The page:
Nature-based solutions - Sustainable water management

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WASH - Water, Sanitation, and Hygiene for developing countries

WASH (or Watsan, WaSH) is an acronym that stands for "water, sanitation and hygiene". Universal, affordable and sustainable access to WASH is a key public health issue within international development and is the focus of Sustainable Development Goal 6. In 2015 the World Health Organization (WHO) estimated that "1 in 3 people, or 2.4 billion, are still without sanitation facilities" while 663 million people still lack access to safe and clean drinking water. In 2017, this estimate changed to 2.3 billion people without sanitation facilities and 844 million people without access to safe and clean drinking water (Source: Wikipedia).

Sustainable Sanitation (SUSAN) techniques are a valuable response to WASH challenge; a number of SUSAN techniques are available, from simple solutions aiming to improve hygienic conditions (such as biobags) to more hygienically safe way to manages faces, up to more classical solutions such as sewer and wastewater treatment plant proper for developing countries.

IRIDRA contribute to WASH challenge, collaborating with NGOs and development programs for developing countries, designing low-tech wastewater treatment plants (such as constructed wetlands or lagoons), or helping in the organization of WASH plans. IRIDRA gathered experience in several developing countries (such as India, Honduras, Haiti, Palestine, Vietnam, Tanzania, Sri Lanka) and is able to propose and design SUSAN solutions proper for different needs. IRIDRA was also part of the NaWaTech project, which aimed to develop an integrated approach of sustainable water management in India. Moreover, IRIDRA is a partner of the Sustainable Sanitation Alliance (SuSanA).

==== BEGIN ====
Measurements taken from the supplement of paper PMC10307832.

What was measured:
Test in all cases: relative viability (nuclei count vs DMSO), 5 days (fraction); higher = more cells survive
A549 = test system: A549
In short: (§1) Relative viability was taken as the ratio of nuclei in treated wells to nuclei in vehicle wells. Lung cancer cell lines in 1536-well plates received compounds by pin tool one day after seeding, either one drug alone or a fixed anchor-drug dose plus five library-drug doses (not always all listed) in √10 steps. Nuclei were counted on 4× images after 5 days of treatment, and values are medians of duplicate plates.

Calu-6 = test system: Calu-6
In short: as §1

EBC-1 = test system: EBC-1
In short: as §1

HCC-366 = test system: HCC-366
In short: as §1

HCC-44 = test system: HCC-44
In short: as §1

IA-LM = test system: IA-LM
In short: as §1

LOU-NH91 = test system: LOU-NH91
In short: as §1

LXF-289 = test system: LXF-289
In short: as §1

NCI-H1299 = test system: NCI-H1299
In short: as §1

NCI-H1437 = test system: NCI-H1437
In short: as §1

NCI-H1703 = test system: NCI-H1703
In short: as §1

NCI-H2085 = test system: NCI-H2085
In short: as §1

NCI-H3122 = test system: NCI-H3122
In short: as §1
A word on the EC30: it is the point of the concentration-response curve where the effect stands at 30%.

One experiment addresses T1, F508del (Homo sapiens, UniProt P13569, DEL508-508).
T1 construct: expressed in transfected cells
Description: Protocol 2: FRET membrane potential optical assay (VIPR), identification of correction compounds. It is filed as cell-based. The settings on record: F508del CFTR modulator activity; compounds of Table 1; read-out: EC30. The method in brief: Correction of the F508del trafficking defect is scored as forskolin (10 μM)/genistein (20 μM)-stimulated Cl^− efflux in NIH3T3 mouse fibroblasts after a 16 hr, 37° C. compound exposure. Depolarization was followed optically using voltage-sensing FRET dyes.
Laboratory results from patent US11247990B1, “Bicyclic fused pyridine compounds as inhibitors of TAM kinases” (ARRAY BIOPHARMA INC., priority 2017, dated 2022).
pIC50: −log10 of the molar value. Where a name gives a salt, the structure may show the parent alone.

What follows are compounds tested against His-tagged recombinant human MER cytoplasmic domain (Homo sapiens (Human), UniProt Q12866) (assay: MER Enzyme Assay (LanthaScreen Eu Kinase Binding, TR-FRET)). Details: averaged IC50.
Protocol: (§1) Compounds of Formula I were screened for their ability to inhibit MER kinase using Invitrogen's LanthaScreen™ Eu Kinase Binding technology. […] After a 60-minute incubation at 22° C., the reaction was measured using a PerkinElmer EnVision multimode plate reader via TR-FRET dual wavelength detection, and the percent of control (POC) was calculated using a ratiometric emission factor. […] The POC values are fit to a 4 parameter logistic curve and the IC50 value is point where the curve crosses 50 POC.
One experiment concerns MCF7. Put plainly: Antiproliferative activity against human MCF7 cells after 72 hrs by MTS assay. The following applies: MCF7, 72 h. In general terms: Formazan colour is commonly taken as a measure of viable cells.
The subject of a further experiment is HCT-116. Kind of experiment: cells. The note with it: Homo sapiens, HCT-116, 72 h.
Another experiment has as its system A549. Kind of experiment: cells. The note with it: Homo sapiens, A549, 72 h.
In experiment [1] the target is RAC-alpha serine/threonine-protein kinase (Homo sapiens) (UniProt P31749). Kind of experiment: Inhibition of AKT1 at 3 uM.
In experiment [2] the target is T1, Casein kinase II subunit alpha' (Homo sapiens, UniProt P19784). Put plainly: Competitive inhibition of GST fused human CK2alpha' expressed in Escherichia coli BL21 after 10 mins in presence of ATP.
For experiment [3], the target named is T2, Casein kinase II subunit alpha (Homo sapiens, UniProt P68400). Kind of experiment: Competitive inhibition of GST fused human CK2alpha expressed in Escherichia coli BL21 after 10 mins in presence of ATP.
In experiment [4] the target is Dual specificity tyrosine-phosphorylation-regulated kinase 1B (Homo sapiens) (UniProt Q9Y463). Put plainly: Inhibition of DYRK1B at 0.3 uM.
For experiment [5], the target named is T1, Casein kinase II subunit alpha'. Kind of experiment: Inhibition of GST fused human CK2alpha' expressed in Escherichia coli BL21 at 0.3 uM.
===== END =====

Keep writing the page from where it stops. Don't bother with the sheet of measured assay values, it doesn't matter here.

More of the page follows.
SUSAN Techniques


 peepoo 1  web

 peepoo 2  web

Biobag use steps



arborloo 1

arborloo 2

Examples of crops growth with Arbolo: pumpkin Ethiopia (on the left) and tomatoes in Zimbabwe (on the right)


Safe pit latrine emptying

latrine emptying  web

Different trucks for pit latrine emptying



composting  web

Example of barrel transport for composting


Compost toilet

 compost toilet 1  web

 compost toilet 2  web

Compost toilet in a house in Puerto Morelos (Mexico)


Public biogas toilets

public toilet  biogas digester  web

 Two examples of public toilets in Kenia with an anaerobic digester and biogas production; the toilets are also equipped with urine diversion and rainwater harvesting systems


Public toilets with septic tanks

public toilet  septic tank


Urine diversion toilet - UD - Urine diversion dry toilet - UDDT

ud  web

Example of urine diversion toilets


Rainwater harvesting

rainwater harvesting  web

Two rainwater tank in Sri Lanka


Dry detention basin

dry detention basin web

Example of dry detention system for flood mitigation


Retention pond

retention pond  web

Example of retention ponds for flood mitigation


Green wall for greywater treatment

living walls  web

Example of a green wall in Botswana


Constructed wetland for wastewater treatment and reuse

cw  web

Example of a constructed wetland WWTP serving a small settlement in Tanzania


SDRB - sludge drying reed bed

sdrb web

Example of SDRB at different application scales


IRIDRA's experience


grigie riuso palestina oxfam  web

Separation, treatment with a constructed wetland, and reuse of greywater from a Beduin village in Palestine. The treated greywater is reused for irrigation of olive trees and fodder. The nature-based solution was designed by IRIDRA, commissioned by the NGO OXFAM Italy, and funded by EU ECHO, FAO, and Sardinia Region


grigie riuso pune web

Separation, treatment with a constructed wetland, and reuse of greywater from the Campus of the College of Engineering in Pune (India). Designed by IRIDRA as a case study of the NaWaTech project.


industriali vietnam web

Constructed wetland system for the treatment of wastewater produced by a fish industry in Yen Hung (Vietnam), designed by IRIDRA.


urbani sarra  web

Constructed wetland for treatment of wastewater of Sarra village, Nablus (Palestina), serving 4300 inhabitants. The project aimed to improve the sanitary condition of the village and to reuse the treated wastewater for irrigation of olive trees. Designed by IRIDRA and funded by the European Union.